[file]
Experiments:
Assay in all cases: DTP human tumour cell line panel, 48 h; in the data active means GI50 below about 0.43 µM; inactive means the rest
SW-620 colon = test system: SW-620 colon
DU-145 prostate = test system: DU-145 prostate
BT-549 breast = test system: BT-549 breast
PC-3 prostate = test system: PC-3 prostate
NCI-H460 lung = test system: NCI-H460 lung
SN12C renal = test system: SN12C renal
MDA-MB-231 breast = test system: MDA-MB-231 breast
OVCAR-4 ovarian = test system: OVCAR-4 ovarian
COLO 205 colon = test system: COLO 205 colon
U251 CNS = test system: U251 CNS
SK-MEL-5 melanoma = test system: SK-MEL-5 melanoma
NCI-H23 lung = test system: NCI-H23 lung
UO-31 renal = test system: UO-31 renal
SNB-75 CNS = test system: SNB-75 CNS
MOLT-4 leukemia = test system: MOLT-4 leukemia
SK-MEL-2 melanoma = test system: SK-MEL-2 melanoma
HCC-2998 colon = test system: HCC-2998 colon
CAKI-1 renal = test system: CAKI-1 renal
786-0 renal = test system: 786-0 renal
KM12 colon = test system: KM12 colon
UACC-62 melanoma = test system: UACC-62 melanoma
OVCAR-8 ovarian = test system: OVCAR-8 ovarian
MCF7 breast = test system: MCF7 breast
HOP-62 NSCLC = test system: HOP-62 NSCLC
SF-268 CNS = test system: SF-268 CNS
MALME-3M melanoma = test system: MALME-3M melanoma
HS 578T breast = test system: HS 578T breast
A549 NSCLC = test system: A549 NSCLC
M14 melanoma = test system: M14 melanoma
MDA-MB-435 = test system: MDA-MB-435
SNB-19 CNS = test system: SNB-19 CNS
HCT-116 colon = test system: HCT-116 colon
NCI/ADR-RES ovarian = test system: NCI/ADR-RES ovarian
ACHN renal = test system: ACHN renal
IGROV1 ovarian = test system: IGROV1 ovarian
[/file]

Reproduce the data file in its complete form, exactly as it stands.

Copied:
Experiments:
Assay in all cases: DTP human tumour cell line panel, 48 h; in the data active means GI50 below about 0.43 µM; inactive means the rest
SW-620 colon = test system: SW-620 colon
DU-145 prostate = test system: DU-145 prostate
BT-549 breast = test system: BT-549 breast
PC-3 prostate = test system: PC-3 prostate
NCI-H460 lung = test system: NCI-H460 lung
SN12C renal = test system: SN12C renal
MDA-MB-231 breast = test system: MDA-MB-231 breast
OVCAR-4 ovarian = test system: OVCAR-4 ovarian
COLO 205 colon = test system: COLO 205 colon
U251 CNS = test system: U251 CNS
SK-MEL-5 melanoma = test system: SK-MEL-5 melanoma
NCI-H23 lung = test system: NCI-H23 lung
UO-31 renal = test system: UO-31 renal
SNB-75 CNS = test system: SNB-75 CNS
MOLT-4 leukemia = test system: MOLT-4 leukemia
SK-MEL-2 melanoma = test system: SK-MEL-2 melanoma
HCC-2998 colon = test system: HCC-2998 colon
CAKI-1 renal = test system: CAKI-1 renal
786-0 renal = test system: 786-0 renal
KM12 colon = test system: KM12 colon
UACC-62 melanoma = test system: UACC-62 melanoma
OVCAR-8 ovarian = test system: OVCAR-8 ovarian
MCF7 breast = test system: MCF7 breast
HOP-62 NSCLC = test system: HOP-62 NSCLC
SF-268 CNS = test system: SF-268 CNS
MALME-3M melanoma = test system: MALME-3M melanoma
HS 578T breast = test system: HS 578T breast
A549 NSCLC = test system: A549 NSCLC
M14 melanoma = test system: M14 melanoma
MDA-MB-435 = test system: MDA-MB-435
SNB-19 CNS = test system: SNB-19 CNS
HCT-116 colon = test system: HCT-116 colon
NCI/ADR-RES ovarian = test system: NCI/ADR-RES ovarian
ACHN renal = test system: ACHN renal
IGROV1 ovarian = test system: IGROV1 ovarian